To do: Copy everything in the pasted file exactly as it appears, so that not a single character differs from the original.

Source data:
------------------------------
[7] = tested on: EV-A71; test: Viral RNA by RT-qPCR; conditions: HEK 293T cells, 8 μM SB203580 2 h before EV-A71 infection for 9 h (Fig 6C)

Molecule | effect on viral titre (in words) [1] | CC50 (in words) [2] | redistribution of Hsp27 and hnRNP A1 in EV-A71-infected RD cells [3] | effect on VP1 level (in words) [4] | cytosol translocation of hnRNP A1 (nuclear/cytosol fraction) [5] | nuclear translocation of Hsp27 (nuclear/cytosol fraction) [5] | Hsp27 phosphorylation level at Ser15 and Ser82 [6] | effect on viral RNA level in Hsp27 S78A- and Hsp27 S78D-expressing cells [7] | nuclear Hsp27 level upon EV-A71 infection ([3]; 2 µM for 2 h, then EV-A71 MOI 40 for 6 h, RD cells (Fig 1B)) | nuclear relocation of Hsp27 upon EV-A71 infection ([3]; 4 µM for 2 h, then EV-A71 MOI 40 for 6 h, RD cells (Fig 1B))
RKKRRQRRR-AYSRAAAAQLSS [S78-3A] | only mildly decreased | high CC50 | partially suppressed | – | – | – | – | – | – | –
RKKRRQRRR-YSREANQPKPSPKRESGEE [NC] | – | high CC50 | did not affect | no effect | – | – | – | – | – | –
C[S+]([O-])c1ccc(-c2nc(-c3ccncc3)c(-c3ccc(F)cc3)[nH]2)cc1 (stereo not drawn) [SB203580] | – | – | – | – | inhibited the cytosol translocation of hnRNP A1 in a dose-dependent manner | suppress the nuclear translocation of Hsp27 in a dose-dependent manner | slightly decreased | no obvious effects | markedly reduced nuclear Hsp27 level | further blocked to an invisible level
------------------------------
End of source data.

[7] = tested on: EV-A71; test: Viral RNA by RT-qPCR; conditions: HEK 293T cells, 8 μM SB203580 2 h before EV-A71 infection for 9 h (Fig 6C)

Molecule | effect on viral titre (in words) [1] | CC50 (in words) [2] | redistribution of Hsp27 and hnRNP A1 in EV-A71-infected RD cells [3] | effect on VP1 level (in words) [4] | cytosol translocation of hnRNP A1 (nuclear/cytosol fraction) [5] | nuclear translocation of Hsp27 (nuclear/cytosol fraction) [5] | Hsp27 phosphorylation level at Ser15 and Ser82 [6] | effect on viral RNA level in Hsp27 S78A- and Hsp27 S78D-expressing cells [7] | nuclear Hsp27 level upon EV-A71 infection ([3]; 2 µM for 2 h, then EV-A71 MOI 40 for 6 h, RD cells (Fig 1B)) | nuclear relocation of Hsp27 upon EV-A71 infection ([3]; 4 µM for 2 h, then EV-A71 MOI 40 for 6 h, RD cells (Fig 1B))
RKKRRQRRR-AYSRAAAAQLSS [S78-3A] | only mildly decreased | high CC50 | partially suppressed | – | – | – | – | – | – | –
RKKRRQRRR-YSREANQPKPSPKRESGEE [NC] | – | high CC50 | did not affect | no effect | – | – | – | – | – | –
C[S+]([O-])c1ccc(-c2nc(-c3ccncc3)c(-c3ccc(F)cc3)[nH]2)cc1 (stereo not drawn) [SB203580] | – | – | – | – | inhibited the cytosol translocation of hnRNP A1 in a dose-dependent manner | suppress the nuclear translocation of Hsp27 in a dose-dependent manner | slightly decreased | no obvious effects | markedly reduced nuclear Hsp27 level | further blocked to an invisible level